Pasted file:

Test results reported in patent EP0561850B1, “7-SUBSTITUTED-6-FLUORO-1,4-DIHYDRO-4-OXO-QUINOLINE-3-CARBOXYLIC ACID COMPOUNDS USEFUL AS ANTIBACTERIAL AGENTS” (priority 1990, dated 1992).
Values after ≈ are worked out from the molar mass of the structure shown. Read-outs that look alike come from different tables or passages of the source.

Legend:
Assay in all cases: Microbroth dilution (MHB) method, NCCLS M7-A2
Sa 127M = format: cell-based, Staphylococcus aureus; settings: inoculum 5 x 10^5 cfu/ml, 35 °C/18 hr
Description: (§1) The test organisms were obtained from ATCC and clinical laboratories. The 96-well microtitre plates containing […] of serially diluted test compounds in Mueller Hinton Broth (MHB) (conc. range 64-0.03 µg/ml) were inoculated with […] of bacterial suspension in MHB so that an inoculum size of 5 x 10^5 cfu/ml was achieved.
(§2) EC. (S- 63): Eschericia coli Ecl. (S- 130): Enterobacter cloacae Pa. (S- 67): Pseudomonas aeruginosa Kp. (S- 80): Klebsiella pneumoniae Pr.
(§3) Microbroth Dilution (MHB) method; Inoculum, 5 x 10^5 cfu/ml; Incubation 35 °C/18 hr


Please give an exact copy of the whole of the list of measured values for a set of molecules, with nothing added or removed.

Test results reported in patent EP0561850B1, “7-SUBSTITUTED-6-FLUORO-1,4-DIHYDRO-4-OXO-QUINOLINE-3-CARBOXYLIC ACID COMPOUNDS USEFUL AS ANTIBACTERIAL AGENTS” (priority 1990, dated 1992).
Values after ≈ are worked out from the molar mass of the structure shown. Read-outs that look alike come from different tables or passages of the source.

Legend:
Assay in all cases: Microbroth dilution (MHB) method, NCCLS M7-A2
Sa 127M = format: cell-based, Staphylococcus aureus; settings: inoculum 5 x 10^5 cfu/ml, 35 °C/18 hr
Description: (§1) The test organisms were obtained from ATCC and clinical laboratories. The 96-well microtitre plates containing […] of serially diluted test compounds in Mueller Hinton Broth (MHB) (conc. range 64-0.03 µg/ml) were inoculated with […] of bacterial suspension in MHB so that an inoculum size of 5 x 10^5 cfu/ml was achieved.
(§2) EC. (S- 63): Eschericia coli Ecl. (S- 130): Enterobacter cloacae Pa. (S- 67): Pseudomonas aeruginosa Kp. (S- 80): Klebsiella pneumoniae Pr.
(§3) Microbroth Dilution (MHB) method; Inoculum, 5 x 10^5 cfu/ml; Incubation 35 °C/18 hr